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April 14, 2015


Paul Firth MD Newsletter

The best 99214

Hey everyone, today I'm continuing with part 4 of our series on writing the best 99214 note that you can. So what is a great 99214 note? From our first newsletter, I define it as:

  1. Do only the amount of History and Physical Exam that you think is necessary and important for that particular patient.
  2. Write the note and consciously put in all the requirements of a 99214 note.
  3. Go over and above and satisfy all 3 things of History, Exam, and Decision Making (not just 2/3).

Last week we wrapped up our discussion on History. Today we're going to talk about Physical Exam.

Physical Exam

A 99214 requires a Detailed Physical Exam. According to 1995 guidelines, this is an 'extended exam of the affected organ system plus other related organ systems.' This is fairly vague but I think most of us know what that means. If you listen to the heart or lungs and the auscultation is normal, that does not make it a 'detailed exam'. The 1997 guidelines state that you need at least 2 bullet points from at least 6 systems or 12 bullet points total. While I'm not a fan of bullets, sometimes this can be helpful when it comes to designing templates.

I don't know what your ideas are about templates. But whether you admit it or not, we all use templates. For some of us, that means paper or electronic items that will either check off boxes or fill in the blanks. For the rest of us, that means a pattern in our head where we put things like "clear to auscultation bilaterally." But we all use templates.

What I like to do is create templates based on what I consider a detailed physical exam. I've got detailed physical exams for several types of patients. Here are a couple templates I use frequently. The first one is a normal detailed exam I use for most viral/URI/sick visits:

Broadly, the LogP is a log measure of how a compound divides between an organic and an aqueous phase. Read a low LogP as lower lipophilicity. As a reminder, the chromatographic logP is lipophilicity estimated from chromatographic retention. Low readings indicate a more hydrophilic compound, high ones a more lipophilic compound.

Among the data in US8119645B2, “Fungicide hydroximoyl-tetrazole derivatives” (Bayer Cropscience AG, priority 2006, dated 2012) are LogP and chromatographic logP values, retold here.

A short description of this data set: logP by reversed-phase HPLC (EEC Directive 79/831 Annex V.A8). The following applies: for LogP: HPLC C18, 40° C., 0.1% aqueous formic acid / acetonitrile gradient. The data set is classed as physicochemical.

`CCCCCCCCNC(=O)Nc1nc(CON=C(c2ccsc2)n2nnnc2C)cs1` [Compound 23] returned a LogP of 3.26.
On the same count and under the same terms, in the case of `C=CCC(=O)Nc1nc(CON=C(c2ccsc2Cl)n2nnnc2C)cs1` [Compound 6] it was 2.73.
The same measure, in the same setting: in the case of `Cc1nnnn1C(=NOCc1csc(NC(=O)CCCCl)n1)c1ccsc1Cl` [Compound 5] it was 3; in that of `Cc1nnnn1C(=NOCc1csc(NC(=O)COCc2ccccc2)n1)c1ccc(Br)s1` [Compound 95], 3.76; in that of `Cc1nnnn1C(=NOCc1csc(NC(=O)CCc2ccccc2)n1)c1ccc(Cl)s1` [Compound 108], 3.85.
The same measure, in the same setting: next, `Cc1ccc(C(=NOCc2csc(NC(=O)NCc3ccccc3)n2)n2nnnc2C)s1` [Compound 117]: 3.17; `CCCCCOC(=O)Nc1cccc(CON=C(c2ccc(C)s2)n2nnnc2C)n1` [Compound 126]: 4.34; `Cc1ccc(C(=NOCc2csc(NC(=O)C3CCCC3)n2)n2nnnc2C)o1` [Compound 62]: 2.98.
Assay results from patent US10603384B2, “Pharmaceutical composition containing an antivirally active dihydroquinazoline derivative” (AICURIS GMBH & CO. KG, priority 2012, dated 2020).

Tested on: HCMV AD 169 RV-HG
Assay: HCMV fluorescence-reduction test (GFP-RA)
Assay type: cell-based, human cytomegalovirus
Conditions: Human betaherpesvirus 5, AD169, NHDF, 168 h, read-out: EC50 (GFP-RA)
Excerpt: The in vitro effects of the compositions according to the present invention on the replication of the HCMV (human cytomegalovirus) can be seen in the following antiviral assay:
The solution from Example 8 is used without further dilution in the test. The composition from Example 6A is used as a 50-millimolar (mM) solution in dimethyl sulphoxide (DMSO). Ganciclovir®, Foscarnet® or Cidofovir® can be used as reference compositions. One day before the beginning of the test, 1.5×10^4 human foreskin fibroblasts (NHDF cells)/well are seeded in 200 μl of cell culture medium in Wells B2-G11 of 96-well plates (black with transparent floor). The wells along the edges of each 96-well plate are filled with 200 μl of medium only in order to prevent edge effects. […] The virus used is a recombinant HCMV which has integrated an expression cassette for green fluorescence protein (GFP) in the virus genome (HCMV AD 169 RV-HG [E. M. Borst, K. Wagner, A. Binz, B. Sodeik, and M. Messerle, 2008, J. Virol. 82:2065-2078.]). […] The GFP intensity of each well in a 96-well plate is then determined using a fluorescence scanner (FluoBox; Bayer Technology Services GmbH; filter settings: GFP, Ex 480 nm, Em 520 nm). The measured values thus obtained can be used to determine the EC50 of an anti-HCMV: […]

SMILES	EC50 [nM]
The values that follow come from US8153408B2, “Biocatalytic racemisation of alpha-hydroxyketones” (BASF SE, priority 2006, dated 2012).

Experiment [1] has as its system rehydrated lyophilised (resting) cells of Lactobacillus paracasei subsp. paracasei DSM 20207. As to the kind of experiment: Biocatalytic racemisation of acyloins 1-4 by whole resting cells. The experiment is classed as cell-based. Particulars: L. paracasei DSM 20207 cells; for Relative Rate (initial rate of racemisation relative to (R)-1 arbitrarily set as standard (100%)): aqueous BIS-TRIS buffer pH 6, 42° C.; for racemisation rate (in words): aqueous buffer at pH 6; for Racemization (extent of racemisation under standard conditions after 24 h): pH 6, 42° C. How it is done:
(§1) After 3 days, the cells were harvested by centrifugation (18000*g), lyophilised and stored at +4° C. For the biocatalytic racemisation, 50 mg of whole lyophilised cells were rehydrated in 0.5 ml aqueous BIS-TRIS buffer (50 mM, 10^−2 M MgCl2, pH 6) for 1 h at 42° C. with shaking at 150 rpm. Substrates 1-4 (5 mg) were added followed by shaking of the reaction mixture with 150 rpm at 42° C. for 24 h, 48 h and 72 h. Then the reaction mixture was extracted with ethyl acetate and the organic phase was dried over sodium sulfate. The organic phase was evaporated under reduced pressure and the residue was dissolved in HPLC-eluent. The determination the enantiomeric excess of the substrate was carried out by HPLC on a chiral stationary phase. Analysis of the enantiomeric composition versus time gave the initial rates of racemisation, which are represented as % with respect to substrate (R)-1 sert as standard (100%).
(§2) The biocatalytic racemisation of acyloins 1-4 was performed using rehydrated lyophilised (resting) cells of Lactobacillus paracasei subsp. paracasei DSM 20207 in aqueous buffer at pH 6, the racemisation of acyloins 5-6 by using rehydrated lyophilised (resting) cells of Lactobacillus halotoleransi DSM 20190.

Constitutional: Normal appearing.

Eyes: Normal lids and conjunctivae.

ENT: Auditory Canals: Normal bilaterally.

Tympanic Membranes: Normal bilaterally.

Ears: Normal bilaterally.

Lips, Teeth, Gums: Normal.

Oropharynx: Normal.

Pharyngeal Walls: Normal.

Neck: Normal.

Cardiovascular: Auscultation: Regular rate and rhythm. No murmur.

Respiratory: Chest: Normal appearing.

Respiratory Effort: Normal.

Auscultation: Clear bilaterally.

Gastrointestinal: Abdomen: Soft, nontender.

Liver: No hepatomegaly.

Spleen: Normal.

Here is a physical exam I use for a normal psychiatric follow-up (ADHD, anxiety, depression, etc.):

Constitutional: Normal appearing.

Cardiovascular: Auscultation: Regular rate and rhythm. No murmur.

Respiratory: Respiratory Effort: Normal.

Auscultation: Clear bilaterally.

Psychiatric: Speech: Normal.

Thought Processes: Normal.

Abnormal Thoughts: None.

Judgment: Normal.

Orientation: Oriented to time, place, and person.

Recent Memory: Normal.

Attention Span: Normal.

Language: Normal.

Mood: Normal.

One key to remember is you cannot use the descriptor 'normal' when referring to the affected or related organ systems in a detailed exam. You can, however, break down the organ system into its component parts and each individual part you can list the pertinent positives/negatives or put normal. At the end of this newsletter, I've included the component parts for the organ systems as defined by CMS in the 1997 guidelines. Use these parts to design your templates and it will save you a ton of time and effort.

And don't forget: you are to do the amount of exam that is necessary to take care of the patient. Then read through the template and document everything you did. If you did not do enough for a detailed exam, then that is fine! You may have only done enough work for a 99213. But remember, you never want to have a template that you fill out 'just because' you want to create a 99214. Never do extra work just to satisfy guidelines. Either it was necessary to do the work or it wasn't. This is how you stay out of any kind of fraud.

Next week we will move into the discussion on Medical Decision Making.

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